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Fred Clark

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March 4, 2003

Adam Felber has obtained the US government’s list of interrogation questions for Khalid Shaikh Mohammad:
  • What were you doing so far from Iraq?
  • Where’s Osama bin Laden? In Iraq?
  • Seriously, you’re just trying to distract us from your secret hideout in Iraq, right?
  • Say, didn’t I see you at the Baghdad Flower Festival last June?
And so forth. Felber also observes:
We shouldn’t forget that Mohammed wasn’t captured by the U.S. alone. We relied heavily on the help and resources of something called an “ally.”
[10:00 AM]
Welcome to Electrolite's comments section.
Hard-Hitting Moderator: Teresa Nielsen Hayden.

Comments on Adam Felber:

Dave Bell ::: (view all by) ::: March 04, 2003, 02:16 PM:

Anyone who has done any reading about organisations such as the Resistance in Nazi-occupied Europe will have come across a possibly-relevant idea.

Assume the captive will talk. If you learn one of your people is a captive, assume the enemy know everything he does. Move to a new location. Start using a different ID. And do it fast; because you have plans, you have told the guy he only has to hold out against torture for a few days.

It's almost as if the USA isn't interested in using any info this guy might have about Islamic Terrorists. They just told everyone who worked with the guy, and who has the wit to work it all out, that their cover is blown. They'll run and hide, and it'll disrupt things somewhat, but it really looks as though they're not interested in the people who destroyed the WTC.

David Bilek ::: (view all by) ::: March 04, 2003, 02:51 PM:

Perhaps you missed that it was, in fact, the Pakistanis who first released the information that Mohammed had been captured? US authorities were by all accounts very upset that the information was released so quickly. They wanted some time to roll up al Qaeda operations.

Possible reasons why some members of Pakistani intelligence may have released the information so early are left as an exercise for the reader.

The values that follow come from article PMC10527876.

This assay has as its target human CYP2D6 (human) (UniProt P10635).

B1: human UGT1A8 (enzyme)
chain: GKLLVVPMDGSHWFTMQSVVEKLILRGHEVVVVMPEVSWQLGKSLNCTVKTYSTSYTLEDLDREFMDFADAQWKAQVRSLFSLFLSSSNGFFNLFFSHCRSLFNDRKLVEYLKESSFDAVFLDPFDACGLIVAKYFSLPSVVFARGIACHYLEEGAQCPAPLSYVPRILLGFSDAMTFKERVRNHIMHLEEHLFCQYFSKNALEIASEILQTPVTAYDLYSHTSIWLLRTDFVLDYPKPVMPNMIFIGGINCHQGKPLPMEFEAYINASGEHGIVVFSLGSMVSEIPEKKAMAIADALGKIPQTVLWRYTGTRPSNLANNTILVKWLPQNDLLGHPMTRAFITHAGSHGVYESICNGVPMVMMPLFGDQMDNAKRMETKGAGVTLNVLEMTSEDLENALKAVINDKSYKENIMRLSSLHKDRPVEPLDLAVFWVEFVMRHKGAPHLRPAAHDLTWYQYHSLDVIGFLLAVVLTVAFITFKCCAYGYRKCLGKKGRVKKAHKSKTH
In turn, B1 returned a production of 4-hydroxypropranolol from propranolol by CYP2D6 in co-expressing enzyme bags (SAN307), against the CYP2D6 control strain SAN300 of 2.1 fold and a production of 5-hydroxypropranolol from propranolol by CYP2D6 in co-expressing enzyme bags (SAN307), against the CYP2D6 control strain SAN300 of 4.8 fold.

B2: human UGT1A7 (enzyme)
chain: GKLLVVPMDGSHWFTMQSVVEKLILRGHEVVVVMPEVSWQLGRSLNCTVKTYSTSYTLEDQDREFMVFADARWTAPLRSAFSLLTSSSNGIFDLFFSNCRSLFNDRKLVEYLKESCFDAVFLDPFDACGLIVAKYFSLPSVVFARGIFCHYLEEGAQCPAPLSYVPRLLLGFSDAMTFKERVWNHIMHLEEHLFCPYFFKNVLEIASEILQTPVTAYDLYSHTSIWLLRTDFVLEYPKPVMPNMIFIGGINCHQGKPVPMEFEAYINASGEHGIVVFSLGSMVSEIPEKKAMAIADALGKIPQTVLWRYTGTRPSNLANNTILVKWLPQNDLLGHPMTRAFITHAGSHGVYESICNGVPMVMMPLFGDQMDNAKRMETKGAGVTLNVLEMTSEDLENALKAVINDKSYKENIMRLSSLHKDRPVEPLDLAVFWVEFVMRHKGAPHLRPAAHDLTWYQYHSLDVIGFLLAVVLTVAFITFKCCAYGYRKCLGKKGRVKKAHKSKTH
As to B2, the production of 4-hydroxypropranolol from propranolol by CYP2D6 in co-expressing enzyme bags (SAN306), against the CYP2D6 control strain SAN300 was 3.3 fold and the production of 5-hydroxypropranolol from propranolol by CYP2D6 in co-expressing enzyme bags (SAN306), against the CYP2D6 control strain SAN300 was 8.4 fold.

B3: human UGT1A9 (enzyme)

Barry ::: (view all by) ::: March 04, 2003, 09:01 PM:

Also, you have to read between the lines very carefully. I don't know about this case, but we've seen at least one case where the arrest was announced long after it was made (Padilla, IIRC). I haven't read enough stories in this case to know, but it's always something to check.

Barry ::: (view all by) ::: March 04, 2003, 09:05 PM:

David, I hadn't thought of it that way. It is interesting, isn't it? Good thing that Pakistan doesn't have any nuclear - d'oh!

Kip ::: (view all by) ::: March 04, 2003, 10:01 PM:

Don't worry about the allies. Sure, America's been addicted to them a long time, but it looks like we're finally kicking the habit.

Gary Farber ::: (view all by) ::: March 06, 2003, 11:59 AM:

Um, the connections between al Queda and Iraq are minimal. I think everyone grasps that.

Xopher ::: (view all by) ::: March 06, 2003, 02:01 PM:

Except Bush, Powell, and just about all the pro-war numbskulls in my office. (The pro-war folks who are NOT numbskulls do grasp it.)

Stefan Jones ::: (view all by) ::: March 07, 2003, 12:47 AM:

I think skepticism about the Iraq-al-Qeada connection is starting to have an effect on Bush's selection of talking points.

In his oddly subdued press conference, Bush took pains to mention un-named other terrorist groups.

Patrick Nielsen Hayden ::: (view all by) ::: March 07, 2003, 10:46 PM:

"Um, the connections between al Quada and Iraq are minimal. I think everyone grasps that."

I doubt very much that "everyone grasps that," particularly considering the amount of energy the Administration and its cheerleaders have put into obscuring the distinction.

If "everyone grasps that," it's hard to see why a majority of Americans polled turned out to believe that a majority (or, even, any) of the 9/11 hijackers were Iraqi.

Of course, if you're a supporter of war on Iraq, it's certainly more comfortable to suppose that "everyone grasps that." Much nicer to believe that the war machine is being driven by mature, thoughtful consensus. The idea that the country is led by bumbling maniacs and is about to go straight to Hell is a lot less comfortable. So we get the spectacle of previously intelligent people convincing themselves night is day. We all adapt to intolerable circumstances in our own ways.